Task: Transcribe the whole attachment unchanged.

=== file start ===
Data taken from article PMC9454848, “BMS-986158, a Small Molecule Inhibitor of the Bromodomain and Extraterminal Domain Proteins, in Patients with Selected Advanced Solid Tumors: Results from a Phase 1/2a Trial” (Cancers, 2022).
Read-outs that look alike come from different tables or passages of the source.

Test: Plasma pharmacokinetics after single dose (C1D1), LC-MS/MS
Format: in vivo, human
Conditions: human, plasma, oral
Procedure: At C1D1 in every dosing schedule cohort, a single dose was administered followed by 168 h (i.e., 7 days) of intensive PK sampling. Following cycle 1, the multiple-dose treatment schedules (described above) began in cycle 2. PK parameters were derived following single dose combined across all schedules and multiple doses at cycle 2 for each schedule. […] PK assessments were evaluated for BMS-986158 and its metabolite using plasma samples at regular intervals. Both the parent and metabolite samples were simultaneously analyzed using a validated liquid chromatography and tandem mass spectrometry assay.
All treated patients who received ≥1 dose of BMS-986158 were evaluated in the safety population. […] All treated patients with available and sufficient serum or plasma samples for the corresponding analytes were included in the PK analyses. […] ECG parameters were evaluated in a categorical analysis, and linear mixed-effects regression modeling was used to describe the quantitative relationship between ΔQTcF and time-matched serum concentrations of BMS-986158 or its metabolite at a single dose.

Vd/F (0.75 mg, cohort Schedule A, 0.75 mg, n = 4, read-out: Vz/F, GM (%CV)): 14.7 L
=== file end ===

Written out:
Data taken from article PMC9454848, “BMS-986158, a Small Molecule Inhibitor of the Bromodomain and Extraterminal Domain Proteins, in Patients with Selected Advanced Solid Tumors: Results from a Phase 1/2a Trial” (Cancers, 2022).
Read-outs that look alike come from different tables or passages of the source.

Test: Plasma pharmacokinetics after single dose (C1D1), LC-MS/MS
Format: in vivo, human
Conditions: human, plasma, oral
Procedure: At C1D1 in every dosing schedule cohort, a single dose was administered followed by 168 h (i.e., 7 days) of intensive PK sampling. Following cycle 1, the multiple-dose treatment schedules (described above) began in cycle 2. PK parameters were derived following single dose combined across all schedules and multiple doses at cycle 2 for each schedule. […] PK assessments were evaluated for BMS-986158 and its metabolite using plasma samples at regular intervals. Both the parent and metabolite samples were simultaneously analyzed using a validated liquid chromatography and tandem mass spectrometry assay.
All treated patients who received ≥1 dose of BMS-986158 were evaluated in the safety population. […] All treated patients with available and sufficient serum or plasma samples for the corresponding analytes were included in the PK analyses. […] ECG parameters were evaluated in a categorical analysis, and linear mixed-effects regression modeling was used to describe the quantitative relationship between ΔQTcF and time-matched serum concentrations of BMS-986158 or its metabolite at a single dose.

Vd/F (0.75 mg, cohort Schedule A, 0.75 mg, n = 4, read-out: Vz/F, GM (%CV)): 14.7 L